Picking a Good Video Poker Game

By Jerry "Stickman"

One of the reasons for the popularity of Video Poker is they generally have a higher payback – sometimes even more than 100 percent for a skilled player – than slot machines. And more importantly, a knowledgeable player can tell the payback of the game by looking at the paytable that is displayed right on the machine. The same cannot be said for slot machines. Slot machines display payoffs for hitting certain combinations of symbols, but unless you know total number of possible combinations, you cannot figure the machine’s payback.

A Video Poker game, however, is played using one deck of cards – 52 or 53 cards, depending on whether there is a Joker is included in the game. In a randomly dealt game the odds of drawing to the winning hands can be calculated. Once the odds are compared to the actual payoffs for these hands the payback of a game can be figured.

The actual calculations depend on several factors – including perfect play by the video poker player. Strategy cards for perfect play as well as information about payback percentages for the most common games are readily available from most gambling supply, book stores and online sites.

But how do you choose the game that you play? It should be the game with the highest payback – right?

The answer is – not necessarily.

There are two reasons for this non-committal answer.

First, in order to get the best payback from any Video Poker machine you have to play perfect strategy. The strategy can vary greatly for different games. The first Video Poker game was Draw Poker which is also commonly referred to as Jacks or Better. The reason for the name is it takes a pair of Jacks or something better in order to win something from the machine. It is a nice solid game to play. The strategy is fairly simple and you can learn it fairly easily. The "full pay" version of this game is called "9/6 Jacks or Better" because it pays 9 for 1 for a full house and 6 for 1 for a flush. With perfect play "Full Pay Jacks or Better" pays back 99.54%.

After Draw Poker had been around for a while, gaming manufacturers wanted to add some additional zing to their games so they started creating games that had bonuses for certain hands. One popular bonus game is Double Bonus Poker. The standard Draw Poker game pays 25 for 1 for any four of a kind. Double Bonus Poker pays at least double that amount for four’s of a kind: 50 for 1 for four 5’s through Kings, 80 for 1 for four 2’s, 3’s or 4’s, and a huge 160 for 1 for four Aces. In order to fund that kind of payback, two pair pays only 1 for 1 instead of the 2 for 1 on Jack or Better. It turns out that two pairs are so common that the manufacturers were able to pay 10 for 1 for a full house, 7 for 1 for a flush and 5 for 1 on a straight (instead of 4 for 1 for a straight in Draw Poker) and have a 100.17 percent payback. This version of Double Bonus Poker is called "Full Pay Double Bonus Poker" or "10/7 Double Bonus Poker."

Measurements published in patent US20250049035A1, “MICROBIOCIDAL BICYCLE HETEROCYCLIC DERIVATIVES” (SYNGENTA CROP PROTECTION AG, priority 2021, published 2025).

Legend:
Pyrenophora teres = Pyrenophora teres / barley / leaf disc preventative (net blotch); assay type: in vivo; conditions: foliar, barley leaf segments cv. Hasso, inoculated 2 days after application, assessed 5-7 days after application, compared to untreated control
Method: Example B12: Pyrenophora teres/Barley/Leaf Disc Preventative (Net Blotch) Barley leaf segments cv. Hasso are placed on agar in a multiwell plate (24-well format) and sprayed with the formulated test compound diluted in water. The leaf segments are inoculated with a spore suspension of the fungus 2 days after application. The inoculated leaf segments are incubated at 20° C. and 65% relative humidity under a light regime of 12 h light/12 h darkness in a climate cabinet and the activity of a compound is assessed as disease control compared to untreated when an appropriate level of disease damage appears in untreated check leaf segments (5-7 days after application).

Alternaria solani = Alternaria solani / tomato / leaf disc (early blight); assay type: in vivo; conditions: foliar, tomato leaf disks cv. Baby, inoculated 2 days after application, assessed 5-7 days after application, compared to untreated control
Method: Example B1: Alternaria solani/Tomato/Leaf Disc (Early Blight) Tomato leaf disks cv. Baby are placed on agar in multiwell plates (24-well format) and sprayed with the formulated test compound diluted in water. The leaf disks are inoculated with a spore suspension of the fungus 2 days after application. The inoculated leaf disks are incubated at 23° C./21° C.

If Jacks or Better and Double Bonus Poker had similarly simple strategies, it would be a no-brainer to select Double Bonus Poker as the preferred game. Unfortunately the strategy for Double Bonus Poker is more complex than the strategy for Jacks or Better making it more likely mistakes will be made – mistakes which will cost you money. Unless you are willing to practice regularly, it may make sense to play Jacks or Better because the more complex strategy of Double Bonus Poker can cause mistakes that reduce your payback below 99.54 percent.

There is another reason that bonus games like Double Bonus Poker may not be a better game to play and that is something called variance. Variance is simply an indication of how results "vary" from the average. For example, if you played a game where you have an equal chance of losing 1, breaking even (lose 0), or winning 1 variance would be very small (0.67). By comparison the variance for a 9/6 Jacks or Better machine is about 19.5. What this means is practical terms is your bankroll will vary a lot more playing Jacks or Better than a game where you only win or lose one unit and therefore requires a larger bankroll.

As more of the winning amount is paid in fewer large wins, variance increases. The extra large wins in "10/7 Double Bonus Poker" increase the variance to 28.26. The higher the variance, the larger the bankroll must be because it will "vary" more. A safe bankroll for Full Pay Jacks or Better might be about three times a royal (4,000 credits times three or 12,000 credits). A safe bankroll for a Full Pay Double Bonus Poker game might be about 3.5 to 4 times a royal or 14,000 to 16,000 credits – not a small difference.

Playing Video Poker instead of slot machines is a smart move. Using payback percentage, strategy complexity and variance to determine which Video Poker game you choose to play is an even smarter move because a bankroll is too precious to waste.